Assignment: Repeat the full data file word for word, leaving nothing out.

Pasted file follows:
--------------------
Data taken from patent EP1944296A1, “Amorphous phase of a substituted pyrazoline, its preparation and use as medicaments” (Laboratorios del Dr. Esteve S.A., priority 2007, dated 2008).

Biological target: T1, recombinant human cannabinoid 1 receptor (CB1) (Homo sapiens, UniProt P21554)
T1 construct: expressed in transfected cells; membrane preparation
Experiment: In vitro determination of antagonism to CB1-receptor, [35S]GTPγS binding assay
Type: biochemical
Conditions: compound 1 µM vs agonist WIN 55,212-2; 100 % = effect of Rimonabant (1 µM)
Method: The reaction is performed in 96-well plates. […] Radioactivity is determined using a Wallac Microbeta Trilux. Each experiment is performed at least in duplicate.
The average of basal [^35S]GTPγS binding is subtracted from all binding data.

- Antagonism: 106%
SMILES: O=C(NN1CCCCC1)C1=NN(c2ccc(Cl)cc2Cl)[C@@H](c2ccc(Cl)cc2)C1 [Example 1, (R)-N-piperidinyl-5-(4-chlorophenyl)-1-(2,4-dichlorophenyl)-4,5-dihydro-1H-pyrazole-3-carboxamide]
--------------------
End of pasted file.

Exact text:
Data taken from patent EP1944296A1, “Amorphous phase of a substituted pyrazoline, its preparation and use as medicaments” (Laboratorios del Dr. Esteve S.A., priority 2007, dated 2008).

Biological target: T1, recombinant human cannabinoid 1 receptor (CB1) (Homo sapiens, UniProt P21554)
T1 construct: expressed in transfected cells; membrane preparation
Experiment: In vitro determination of antagonism to CB1-receptor, [35S]GTPγS binding assay
Type: biochemical
Conditions: compound 1 µM vs agonist WIN 55,212-2; 100 % = effect of Rimonabant (1 µM)
Method: The reaction is performed in 96-well plates. […] Radioactivity is determined using a Wallac Microbeta Trilux. Each experiment is performed at least in duplicate.
The average of basal [^35S]GTPγS binding is subtracted from all binding data.

- Antagonism: 106%
SMILES: O=C(NN1CCCCC1)C1=NN(c2ccc(Cl)cc2Cl)[C@@H](c2ccc(Cl)cc2)C1 [Example 1, (R)-N-piperidinyl-5-(4-chlorophenyl)-1-(2,4-dichlorophenyl)-4,5-dihydro-1H-pyrazole-3-carboxamide]